Protecting electronic systems from side-channel attacks
This entry was posted on Wednesday, December 20th, 2017.
During the early days of safecracking, rudimentary rotary locks were compromised by feel or sound to determine the correct combination. Following in this tradition, cyber criminals and other malicious actors are now exploiting side-channel attacks (SCA) to compromise cryptographic systems.
To be sure, all physical electronic systems routinely leak information about the internal process of computing via fluctuating levels of power consumption and electro-magnetic emissions. Much like traditional safecracking, electronic side-channel attacks eschew a brute force approach to extracting keys and other secret information from a device or system.
SCA conducted against electronic devices and systems are non-intrusive, relatively simple and inexpensive to execute. Side-channel attacks comprise a wide range of techniques including Differential Power Analysis (DPA), Simple Power Analysis (SPA), Simple Electromagnetic Analysis (SEMA), Differential Electromagnetic Analysis (DEMA), Correlation Power Analysis (CPA) and Correlation Electromagnetic Analysis (CEMA).
Because all physical electronic systems routinely leak information, an effective layer of side-channel countermeasures should be implemented via hardware (DPA resistant cores), software (DPA resistant software libraries) or both. Countermeasures – including leakage reduction, noise introduction, obfuscation and the incorporation of randomness – are critical to ensuring the protection of sensitive keys and data. It should be noted that stand-alone noise introduction is incapable of sufficiently masking side-channel emissions.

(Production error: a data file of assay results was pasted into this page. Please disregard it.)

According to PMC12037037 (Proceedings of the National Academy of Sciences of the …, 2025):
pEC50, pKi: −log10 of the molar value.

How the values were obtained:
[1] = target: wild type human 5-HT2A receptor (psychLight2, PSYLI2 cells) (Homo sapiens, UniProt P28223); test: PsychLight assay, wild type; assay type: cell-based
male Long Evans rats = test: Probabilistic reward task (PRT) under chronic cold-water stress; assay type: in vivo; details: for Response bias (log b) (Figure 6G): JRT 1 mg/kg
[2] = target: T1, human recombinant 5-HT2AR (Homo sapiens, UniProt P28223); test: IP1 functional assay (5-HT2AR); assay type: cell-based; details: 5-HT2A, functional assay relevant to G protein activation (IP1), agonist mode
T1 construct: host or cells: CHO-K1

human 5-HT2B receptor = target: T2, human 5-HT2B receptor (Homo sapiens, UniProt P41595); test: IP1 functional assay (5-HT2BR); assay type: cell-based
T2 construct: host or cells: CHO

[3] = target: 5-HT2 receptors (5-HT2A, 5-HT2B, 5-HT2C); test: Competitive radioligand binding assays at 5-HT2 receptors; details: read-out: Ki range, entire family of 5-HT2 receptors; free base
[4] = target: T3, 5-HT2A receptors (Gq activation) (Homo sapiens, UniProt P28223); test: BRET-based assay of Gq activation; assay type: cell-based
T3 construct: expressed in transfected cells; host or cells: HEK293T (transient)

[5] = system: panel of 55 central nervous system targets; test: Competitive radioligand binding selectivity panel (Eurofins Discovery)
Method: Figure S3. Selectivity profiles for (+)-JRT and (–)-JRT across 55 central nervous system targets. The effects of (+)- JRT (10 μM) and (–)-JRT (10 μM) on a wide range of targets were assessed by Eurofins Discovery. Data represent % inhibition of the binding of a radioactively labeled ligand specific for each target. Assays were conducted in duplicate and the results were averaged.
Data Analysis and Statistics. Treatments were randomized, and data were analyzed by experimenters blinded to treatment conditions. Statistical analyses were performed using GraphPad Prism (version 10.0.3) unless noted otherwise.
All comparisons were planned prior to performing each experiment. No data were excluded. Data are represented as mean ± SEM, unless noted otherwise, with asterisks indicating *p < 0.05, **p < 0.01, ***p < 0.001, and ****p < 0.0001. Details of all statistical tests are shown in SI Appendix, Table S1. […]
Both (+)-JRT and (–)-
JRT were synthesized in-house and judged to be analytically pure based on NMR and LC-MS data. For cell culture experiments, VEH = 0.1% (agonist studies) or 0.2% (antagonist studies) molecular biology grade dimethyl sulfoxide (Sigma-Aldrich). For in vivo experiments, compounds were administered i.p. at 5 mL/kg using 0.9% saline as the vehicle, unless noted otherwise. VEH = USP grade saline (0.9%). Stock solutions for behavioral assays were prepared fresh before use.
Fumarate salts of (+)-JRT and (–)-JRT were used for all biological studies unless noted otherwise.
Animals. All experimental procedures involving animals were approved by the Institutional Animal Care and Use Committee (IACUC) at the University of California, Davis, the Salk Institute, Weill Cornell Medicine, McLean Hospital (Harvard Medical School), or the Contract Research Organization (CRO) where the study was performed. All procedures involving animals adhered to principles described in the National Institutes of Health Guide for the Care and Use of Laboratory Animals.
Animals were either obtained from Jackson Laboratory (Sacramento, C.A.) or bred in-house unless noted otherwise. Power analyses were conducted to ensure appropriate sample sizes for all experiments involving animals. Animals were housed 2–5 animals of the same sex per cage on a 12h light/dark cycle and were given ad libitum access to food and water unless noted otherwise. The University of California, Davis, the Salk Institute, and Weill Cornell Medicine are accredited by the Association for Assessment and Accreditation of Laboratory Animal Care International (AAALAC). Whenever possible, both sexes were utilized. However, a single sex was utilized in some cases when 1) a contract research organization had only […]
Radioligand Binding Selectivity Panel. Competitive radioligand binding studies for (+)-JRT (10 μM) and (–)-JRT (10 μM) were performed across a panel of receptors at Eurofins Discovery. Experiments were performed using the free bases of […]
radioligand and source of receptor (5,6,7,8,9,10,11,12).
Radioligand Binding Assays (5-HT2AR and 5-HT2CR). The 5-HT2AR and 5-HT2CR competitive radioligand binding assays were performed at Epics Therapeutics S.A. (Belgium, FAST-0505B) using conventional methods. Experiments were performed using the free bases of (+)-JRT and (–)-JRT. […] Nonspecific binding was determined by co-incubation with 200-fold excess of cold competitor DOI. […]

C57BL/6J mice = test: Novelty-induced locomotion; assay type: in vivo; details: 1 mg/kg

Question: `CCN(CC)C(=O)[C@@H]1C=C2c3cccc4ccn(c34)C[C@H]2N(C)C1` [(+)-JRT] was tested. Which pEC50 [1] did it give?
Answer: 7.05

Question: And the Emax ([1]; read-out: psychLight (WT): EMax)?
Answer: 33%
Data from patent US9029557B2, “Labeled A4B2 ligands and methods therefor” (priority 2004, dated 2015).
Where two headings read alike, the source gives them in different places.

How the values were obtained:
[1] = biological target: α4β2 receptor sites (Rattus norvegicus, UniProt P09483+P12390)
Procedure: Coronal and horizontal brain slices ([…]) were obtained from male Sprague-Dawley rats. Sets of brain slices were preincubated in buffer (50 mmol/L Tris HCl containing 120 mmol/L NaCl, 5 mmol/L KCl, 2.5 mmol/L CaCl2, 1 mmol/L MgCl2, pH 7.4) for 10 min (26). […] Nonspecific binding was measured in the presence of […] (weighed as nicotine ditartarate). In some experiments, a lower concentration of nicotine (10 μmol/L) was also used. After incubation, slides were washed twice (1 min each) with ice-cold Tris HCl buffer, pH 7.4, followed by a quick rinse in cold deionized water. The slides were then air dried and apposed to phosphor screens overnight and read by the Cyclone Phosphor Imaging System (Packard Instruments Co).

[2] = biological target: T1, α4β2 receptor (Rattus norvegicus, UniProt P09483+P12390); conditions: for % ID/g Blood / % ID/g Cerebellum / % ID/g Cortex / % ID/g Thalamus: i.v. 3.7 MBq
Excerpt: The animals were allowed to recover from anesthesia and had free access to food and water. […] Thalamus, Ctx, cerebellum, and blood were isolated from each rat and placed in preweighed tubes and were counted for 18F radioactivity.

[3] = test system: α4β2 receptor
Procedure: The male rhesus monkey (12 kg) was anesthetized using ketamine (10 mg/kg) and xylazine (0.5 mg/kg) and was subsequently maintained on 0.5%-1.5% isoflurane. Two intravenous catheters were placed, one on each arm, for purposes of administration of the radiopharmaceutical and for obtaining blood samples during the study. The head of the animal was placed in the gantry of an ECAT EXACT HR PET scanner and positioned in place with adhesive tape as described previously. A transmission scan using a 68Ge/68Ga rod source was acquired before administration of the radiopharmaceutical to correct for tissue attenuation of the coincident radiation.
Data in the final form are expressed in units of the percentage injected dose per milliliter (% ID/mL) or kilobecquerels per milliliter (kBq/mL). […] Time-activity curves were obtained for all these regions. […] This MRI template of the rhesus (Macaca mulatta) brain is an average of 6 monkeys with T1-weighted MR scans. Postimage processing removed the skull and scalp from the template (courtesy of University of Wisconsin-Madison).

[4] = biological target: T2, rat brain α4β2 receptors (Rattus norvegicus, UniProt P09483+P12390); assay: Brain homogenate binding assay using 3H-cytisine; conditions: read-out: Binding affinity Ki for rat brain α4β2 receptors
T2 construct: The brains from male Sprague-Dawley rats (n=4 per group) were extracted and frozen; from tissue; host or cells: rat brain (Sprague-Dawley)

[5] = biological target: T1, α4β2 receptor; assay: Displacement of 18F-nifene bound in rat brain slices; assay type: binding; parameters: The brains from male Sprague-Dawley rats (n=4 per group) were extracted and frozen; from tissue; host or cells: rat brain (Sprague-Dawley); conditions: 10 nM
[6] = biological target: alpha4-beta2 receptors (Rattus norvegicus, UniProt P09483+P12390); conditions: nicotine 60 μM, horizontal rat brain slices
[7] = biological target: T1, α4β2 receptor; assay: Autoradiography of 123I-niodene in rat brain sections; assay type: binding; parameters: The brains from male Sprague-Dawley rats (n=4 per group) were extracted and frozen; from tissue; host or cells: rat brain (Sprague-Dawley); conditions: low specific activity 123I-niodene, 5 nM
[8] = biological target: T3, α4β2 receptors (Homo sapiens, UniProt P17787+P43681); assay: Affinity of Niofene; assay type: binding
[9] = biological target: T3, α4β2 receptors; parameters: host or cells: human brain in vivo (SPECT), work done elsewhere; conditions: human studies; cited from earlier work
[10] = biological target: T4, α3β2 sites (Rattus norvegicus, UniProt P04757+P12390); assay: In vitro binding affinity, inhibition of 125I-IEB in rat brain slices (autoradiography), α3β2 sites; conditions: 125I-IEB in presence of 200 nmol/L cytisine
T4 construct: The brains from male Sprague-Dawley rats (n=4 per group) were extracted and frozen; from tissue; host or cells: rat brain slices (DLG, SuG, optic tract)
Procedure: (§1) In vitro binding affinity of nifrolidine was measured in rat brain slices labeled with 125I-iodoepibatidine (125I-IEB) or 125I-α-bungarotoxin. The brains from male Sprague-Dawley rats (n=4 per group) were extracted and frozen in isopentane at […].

Indeed, DPA conducted against a device can effectively bypass stand-alone noise countermeasures, ultimately allowing the signal to be isolated. After layered countermeasures have been implemented, systems should be carefully evaluated with a Test Vector Leakage Assessment (TVLA) platform such as the Rambus DPA Workstation (DPAWS) to confirm the cessation of sensitive side-channel leakage.
More specifically, DPAWS measures a range of side-channel attacks across a wide spectrum of devices and platforms including smart phones, tablets, POS terminals, CPUs, TVs, set-top boxes, FPGAs, smart cards and NFC tech. DPAWS provides users with a highly-intuitive UI paired with enhanced data visualization that creates an integrated, project-centric analytic environment specifically designed to optimize the efficiency of side-channel analysis.
Both flexible and scalable, DPAWS supports multiple side-channel sensors, device protocols and form factors, with out-of-the-box support for SASEBO and additional third-party hardware. DPAWS also easily integrates with a wide range of industry tools including Matlab, Python and other scripting languages. Moreover, the Rambus DPA Workstation supports full cipher coverage (AES, RSA, ECC, DES and SHA), large dataset handling, as well as high-speed collection and analysis of billions of traces. Source code is also available to facilitate increased flexibility.
Interested in learning more about protecting electronic systems from side-channel attacks? You can download our eBook on the subject below.